Lowland broadleaf forests up to elevations of 700 to 1,000 metres (3) (5). Okoumé grows well on a wide range of acid soils (2) (5), and is common in secondary forest (3), though it is generally absent from flooded areas (5).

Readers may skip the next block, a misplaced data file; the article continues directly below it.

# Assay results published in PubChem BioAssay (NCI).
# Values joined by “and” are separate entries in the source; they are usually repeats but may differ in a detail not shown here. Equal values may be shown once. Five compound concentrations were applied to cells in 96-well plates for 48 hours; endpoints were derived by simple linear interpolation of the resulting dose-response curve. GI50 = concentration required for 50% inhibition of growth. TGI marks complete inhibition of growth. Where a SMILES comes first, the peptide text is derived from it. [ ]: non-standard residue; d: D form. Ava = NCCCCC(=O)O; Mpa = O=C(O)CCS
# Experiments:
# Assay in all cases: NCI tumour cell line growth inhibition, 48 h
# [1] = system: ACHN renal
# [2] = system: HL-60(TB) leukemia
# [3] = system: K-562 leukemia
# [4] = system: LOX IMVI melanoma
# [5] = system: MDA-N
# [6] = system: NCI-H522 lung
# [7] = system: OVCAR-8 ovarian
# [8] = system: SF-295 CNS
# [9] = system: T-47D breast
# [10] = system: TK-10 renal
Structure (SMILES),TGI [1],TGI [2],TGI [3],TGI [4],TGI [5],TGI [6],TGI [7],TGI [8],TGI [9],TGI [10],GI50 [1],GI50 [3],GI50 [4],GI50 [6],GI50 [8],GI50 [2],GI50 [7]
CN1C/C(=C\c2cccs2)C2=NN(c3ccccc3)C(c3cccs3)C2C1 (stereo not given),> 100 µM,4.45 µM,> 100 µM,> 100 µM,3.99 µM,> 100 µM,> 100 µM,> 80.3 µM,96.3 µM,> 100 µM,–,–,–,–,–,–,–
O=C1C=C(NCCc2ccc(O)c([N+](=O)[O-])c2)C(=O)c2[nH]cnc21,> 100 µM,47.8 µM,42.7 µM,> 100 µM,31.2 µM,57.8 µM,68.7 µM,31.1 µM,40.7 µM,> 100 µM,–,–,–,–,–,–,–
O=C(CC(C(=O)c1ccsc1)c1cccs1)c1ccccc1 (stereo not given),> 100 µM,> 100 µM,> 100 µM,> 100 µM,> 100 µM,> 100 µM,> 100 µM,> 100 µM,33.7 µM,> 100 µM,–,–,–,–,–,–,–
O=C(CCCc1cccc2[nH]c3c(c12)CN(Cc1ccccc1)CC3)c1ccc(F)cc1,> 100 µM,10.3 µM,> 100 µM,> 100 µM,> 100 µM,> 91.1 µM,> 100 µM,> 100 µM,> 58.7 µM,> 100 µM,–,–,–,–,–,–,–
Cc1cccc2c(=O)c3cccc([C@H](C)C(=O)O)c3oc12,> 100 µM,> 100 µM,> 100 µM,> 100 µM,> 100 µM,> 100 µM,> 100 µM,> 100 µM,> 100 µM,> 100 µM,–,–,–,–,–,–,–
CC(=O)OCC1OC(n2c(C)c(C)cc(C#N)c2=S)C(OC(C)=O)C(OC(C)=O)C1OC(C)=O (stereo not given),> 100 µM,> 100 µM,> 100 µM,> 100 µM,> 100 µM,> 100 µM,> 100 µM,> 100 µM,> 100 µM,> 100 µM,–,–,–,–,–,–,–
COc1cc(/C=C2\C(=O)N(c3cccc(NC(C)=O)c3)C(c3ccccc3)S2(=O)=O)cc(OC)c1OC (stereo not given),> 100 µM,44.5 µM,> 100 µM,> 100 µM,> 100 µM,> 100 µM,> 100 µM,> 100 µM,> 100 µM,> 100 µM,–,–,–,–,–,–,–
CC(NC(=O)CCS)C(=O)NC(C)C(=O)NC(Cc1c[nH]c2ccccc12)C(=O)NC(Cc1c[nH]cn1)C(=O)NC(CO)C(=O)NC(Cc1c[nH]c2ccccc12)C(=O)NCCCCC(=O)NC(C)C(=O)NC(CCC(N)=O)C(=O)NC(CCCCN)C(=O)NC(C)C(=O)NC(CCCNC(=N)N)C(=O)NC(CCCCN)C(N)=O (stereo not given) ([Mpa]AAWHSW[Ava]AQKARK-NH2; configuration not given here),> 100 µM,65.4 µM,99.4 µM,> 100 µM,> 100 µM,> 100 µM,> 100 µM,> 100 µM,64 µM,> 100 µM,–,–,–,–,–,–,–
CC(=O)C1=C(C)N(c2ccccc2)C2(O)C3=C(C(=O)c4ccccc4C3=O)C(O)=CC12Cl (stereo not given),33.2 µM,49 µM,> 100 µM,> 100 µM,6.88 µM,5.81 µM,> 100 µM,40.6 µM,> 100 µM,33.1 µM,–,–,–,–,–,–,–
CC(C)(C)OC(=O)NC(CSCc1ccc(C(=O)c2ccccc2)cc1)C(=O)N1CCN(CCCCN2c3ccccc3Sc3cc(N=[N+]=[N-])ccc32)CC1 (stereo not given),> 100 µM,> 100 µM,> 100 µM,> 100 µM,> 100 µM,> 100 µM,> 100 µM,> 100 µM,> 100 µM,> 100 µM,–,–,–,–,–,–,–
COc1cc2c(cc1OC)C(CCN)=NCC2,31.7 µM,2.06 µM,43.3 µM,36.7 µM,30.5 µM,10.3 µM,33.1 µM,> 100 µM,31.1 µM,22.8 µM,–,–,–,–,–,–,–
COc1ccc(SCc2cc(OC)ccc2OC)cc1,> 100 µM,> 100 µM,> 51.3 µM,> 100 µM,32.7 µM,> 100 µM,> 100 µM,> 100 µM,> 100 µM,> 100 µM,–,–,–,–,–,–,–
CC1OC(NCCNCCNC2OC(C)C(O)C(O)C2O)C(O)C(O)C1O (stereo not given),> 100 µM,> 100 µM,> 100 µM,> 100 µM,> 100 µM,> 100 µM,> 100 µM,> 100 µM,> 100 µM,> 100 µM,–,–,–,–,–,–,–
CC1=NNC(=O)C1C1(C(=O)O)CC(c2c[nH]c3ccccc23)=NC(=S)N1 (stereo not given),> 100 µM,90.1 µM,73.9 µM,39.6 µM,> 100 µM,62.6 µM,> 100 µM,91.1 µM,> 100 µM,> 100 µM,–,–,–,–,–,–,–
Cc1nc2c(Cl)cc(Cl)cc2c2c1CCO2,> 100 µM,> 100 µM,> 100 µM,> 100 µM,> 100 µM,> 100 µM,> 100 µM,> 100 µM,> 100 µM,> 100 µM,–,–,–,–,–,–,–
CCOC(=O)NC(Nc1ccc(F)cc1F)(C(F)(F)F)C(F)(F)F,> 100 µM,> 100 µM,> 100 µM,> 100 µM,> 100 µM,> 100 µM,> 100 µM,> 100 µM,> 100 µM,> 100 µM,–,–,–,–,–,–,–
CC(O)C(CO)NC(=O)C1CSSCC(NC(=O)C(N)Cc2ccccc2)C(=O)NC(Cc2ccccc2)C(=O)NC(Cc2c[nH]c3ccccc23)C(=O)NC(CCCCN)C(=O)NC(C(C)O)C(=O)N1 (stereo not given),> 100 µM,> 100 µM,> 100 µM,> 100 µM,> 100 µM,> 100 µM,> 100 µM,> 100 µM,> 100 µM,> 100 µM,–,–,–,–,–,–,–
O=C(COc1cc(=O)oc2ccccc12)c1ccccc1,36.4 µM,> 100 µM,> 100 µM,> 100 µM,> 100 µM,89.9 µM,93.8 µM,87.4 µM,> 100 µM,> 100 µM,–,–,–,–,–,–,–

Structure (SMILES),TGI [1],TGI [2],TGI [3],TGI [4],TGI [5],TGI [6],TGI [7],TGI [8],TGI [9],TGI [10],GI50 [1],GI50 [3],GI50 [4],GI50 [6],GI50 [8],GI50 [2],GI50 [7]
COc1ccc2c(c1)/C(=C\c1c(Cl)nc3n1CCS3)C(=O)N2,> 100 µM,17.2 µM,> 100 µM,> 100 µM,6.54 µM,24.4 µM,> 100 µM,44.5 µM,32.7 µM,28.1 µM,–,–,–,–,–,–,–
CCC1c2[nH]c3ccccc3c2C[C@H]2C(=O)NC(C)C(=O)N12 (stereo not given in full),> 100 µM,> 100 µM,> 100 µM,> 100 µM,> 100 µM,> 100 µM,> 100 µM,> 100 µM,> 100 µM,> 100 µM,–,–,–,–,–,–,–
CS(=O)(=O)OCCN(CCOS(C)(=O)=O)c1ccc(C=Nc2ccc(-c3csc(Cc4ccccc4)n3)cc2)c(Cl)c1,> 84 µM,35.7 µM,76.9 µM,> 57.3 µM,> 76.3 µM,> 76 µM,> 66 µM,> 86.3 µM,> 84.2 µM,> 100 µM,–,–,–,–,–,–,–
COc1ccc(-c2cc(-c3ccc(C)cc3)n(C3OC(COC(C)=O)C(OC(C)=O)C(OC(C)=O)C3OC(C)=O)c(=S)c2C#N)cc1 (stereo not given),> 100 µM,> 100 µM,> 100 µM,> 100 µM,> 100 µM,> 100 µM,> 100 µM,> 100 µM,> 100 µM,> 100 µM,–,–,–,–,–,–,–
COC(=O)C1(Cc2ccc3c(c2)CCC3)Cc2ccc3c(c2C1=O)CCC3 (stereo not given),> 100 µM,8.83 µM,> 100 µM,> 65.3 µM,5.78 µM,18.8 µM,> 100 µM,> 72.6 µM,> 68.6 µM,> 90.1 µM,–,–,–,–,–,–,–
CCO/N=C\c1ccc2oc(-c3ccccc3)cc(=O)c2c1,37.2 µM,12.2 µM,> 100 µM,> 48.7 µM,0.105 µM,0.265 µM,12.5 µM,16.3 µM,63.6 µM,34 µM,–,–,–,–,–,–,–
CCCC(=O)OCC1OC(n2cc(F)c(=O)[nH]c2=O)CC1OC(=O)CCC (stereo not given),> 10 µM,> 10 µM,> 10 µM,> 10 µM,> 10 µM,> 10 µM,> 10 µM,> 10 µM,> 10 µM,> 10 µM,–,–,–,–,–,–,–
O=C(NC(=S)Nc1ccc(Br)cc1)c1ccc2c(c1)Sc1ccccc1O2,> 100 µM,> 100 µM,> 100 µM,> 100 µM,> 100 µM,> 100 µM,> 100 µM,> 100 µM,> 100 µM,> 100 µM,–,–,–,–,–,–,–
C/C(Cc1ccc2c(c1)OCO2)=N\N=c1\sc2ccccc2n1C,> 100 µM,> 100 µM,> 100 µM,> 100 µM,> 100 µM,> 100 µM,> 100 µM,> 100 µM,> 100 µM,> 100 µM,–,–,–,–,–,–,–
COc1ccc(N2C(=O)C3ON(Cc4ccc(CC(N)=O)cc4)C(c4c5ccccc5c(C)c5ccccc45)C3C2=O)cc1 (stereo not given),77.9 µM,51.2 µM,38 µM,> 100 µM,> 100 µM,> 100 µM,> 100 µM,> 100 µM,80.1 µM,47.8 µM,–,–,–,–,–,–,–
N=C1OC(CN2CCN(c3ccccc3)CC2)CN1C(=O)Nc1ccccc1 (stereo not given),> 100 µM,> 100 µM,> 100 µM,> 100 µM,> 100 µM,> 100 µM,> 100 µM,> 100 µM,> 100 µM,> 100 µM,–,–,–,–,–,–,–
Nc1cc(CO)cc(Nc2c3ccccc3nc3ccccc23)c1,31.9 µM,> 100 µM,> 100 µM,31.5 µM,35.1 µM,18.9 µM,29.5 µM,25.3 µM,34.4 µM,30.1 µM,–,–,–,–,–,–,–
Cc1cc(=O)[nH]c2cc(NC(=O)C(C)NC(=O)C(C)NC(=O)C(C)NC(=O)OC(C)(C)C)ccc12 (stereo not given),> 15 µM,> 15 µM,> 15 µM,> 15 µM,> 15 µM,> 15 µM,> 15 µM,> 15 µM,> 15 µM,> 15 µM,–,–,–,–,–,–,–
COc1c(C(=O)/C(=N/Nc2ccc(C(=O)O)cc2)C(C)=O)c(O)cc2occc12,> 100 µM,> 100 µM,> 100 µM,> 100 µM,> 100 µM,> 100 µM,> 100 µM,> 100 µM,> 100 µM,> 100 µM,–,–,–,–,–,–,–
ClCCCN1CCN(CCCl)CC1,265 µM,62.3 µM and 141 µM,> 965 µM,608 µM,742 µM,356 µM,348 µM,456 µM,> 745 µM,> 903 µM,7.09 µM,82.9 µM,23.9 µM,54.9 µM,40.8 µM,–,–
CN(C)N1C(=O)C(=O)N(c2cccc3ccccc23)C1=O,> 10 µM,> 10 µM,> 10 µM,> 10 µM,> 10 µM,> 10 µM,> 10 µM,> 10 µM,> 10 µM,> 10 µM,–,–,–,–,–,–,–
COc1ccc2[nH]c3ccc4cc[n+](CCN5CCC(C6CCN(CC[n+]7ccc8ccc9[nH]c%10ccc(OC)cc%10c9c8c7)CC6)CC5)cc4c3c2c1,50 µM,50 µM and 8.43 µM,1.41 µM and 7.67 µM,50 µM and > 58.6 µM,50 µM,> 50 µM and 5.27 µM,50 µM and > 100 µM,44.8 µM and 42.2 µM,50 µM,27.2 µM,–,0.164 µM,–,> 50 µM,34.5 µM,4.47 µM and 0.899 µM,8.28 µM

Okoumé is a light-demanding species which requires full sun to grow well (2) (3), and as a pioneer species it readily colonises open spaces (2) (5). New leaves appear from September to December and are bright red for about a week. Flowering usually starts at the end of the dry season, in August, and may last up to two months, although individual flowers last for only a few days. The whitish flowers, which are insect-pollinated, are borne on branched inflorescences up to 20 centimetres long, with male and female flowers borne on separate trees. Although okoumé may begin to flower at about ten years old, it only starts to produce fruit after about fifteen years, or when the tree has reached 30 to 40 centimetres in diameter. After this, fruiting is usually annual, taking place between January and March, though large quantities of seeds are only produced every few years. The fruits comprise capsules up to five centimetres by three centimetres in size, each producing five spoon-shaped, winged seeds, which are dispersed by the wind up to 200 metres from the parent tree (2) (5). A mature okoumé tree may produce up to 20,000 seeds (2). Okoumé is a long-living tree, with individuals sometimes reaching up to 300 years old (5).